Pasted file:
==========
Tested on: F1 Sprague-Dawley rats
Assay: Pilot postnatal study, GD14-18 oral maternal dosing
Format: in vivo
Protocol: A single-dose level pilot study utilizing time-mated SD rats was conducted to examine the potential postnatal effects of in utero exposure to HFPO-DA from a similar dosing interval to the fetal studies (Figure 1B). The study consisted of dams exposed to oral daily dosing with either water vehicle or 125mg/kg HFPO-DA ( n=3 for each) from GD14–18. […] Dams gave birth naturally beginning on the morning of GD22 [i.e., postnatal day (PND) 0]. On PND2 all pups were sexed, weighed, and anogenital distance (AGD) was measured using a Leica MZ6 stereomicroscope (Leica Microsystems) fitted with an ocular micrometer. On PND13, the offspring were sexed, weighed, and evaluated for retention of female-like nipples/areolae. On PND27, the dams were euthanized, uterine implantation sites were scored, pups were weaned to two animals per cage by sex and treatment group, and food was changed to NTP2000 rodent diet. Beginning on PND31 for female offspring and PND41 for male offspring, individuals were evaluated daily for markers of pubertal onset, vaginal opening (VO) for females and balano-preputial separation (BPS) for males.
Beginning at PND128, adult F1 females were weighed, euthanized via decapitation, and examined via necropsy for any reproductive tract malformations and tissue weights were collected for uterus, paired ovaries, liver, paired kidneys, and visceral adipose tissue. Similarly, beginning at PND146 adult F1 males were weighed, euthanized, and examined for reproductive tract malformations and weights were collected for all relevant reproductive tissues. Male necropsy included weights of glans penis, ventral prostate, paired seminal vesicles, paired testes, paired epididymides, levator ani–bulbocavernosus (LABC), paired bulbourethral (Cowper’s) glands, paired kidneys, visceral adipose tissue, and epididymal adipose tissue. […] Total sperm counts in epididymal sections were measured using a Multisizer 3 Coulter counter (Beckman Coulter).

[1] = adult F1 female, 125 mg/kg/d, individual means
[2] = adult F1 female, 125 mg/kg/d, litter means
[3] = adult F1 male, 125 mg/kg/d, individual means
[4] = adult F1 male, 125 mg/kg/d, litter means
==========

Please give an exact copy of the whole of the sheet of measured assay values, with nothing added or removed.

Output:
Tested on: F1 Sprague-Dawley rats
Assay: Pilot postnatal study, GD14-18 oral maternal dosing
Format: in vivo
Protocol: A single-dose level pilot study utilizing time-mated SD rats was conducted to examine the potential postnatal effects of in utero exposure to HFPO-DA from a similar dosing interval to the fetal studies (Figure 1B). The study consisted of dams exposed to oral daily dosing with either water vehicle or 125mg/kg HFPO-DA ( n=3 for each) from GD14–18. […] Dams gave birth naturally beginning on the morning of GD22 [i.e., postnatal day (PND) 0]. On PND2 all pups were sexed, weighed, and anogenital distance (AGD) was measured using a Leica MZ6 stereomicroscope (Leica Microsystems) fitted with an ocular micrometer. On PND13, the offspring were sexed, weighed, and evaluated for retention of female-like nipples/areolae. On PND27, the dams were euthanized, uterine implantation sites were scored, pups were weaned to two animals per cage by sex and treatment group, and food was changed to NTP2000 rodent diet. Beginning on PND31 for female offspring and PND41 for male offspring, individuals were evaluated daily for markers of pubertal onset, vaginal opening (VO) for females and balano-preputial separation (BPS) for males.
Beginning at PND128, adult F1 females were weighed, euthanized via decapitation, and examined via necropsy for any reproductive tract malformations and tissue weights were collected for uterus, paired ovaries, liver, paired kidneys, and visceral adipose tissue. Similarly, beginning at PND146 adult F1 males were weighed, euthanized, and examined for reproductive tract malformations and weights were collected for all relevant reproductive tissues. Male necropsy included weights of glans penis, ventral prostate, paired seminal vesicles, paired testes, paired epididymides, levator ani–bulbocavernosus (LABC), paired bulbourethral (Cowper’s) glands, paired kidneys, visceral adipose tissue, and epididymal adipose tissue. […] Total sperm counts in epididymal sections were measured using a Multisizer 3 Coulter counter (Beckman Coulter).

[1] = adult F1 female, 125 mg/kg/d, individual means
[2] = adult F1 female, 125 mg/kg/d, litter means
[3] = adult F1 male, 125 mg/kg/d, individual means
[4] = adult F1 male, 125 mg/kg/d, litter means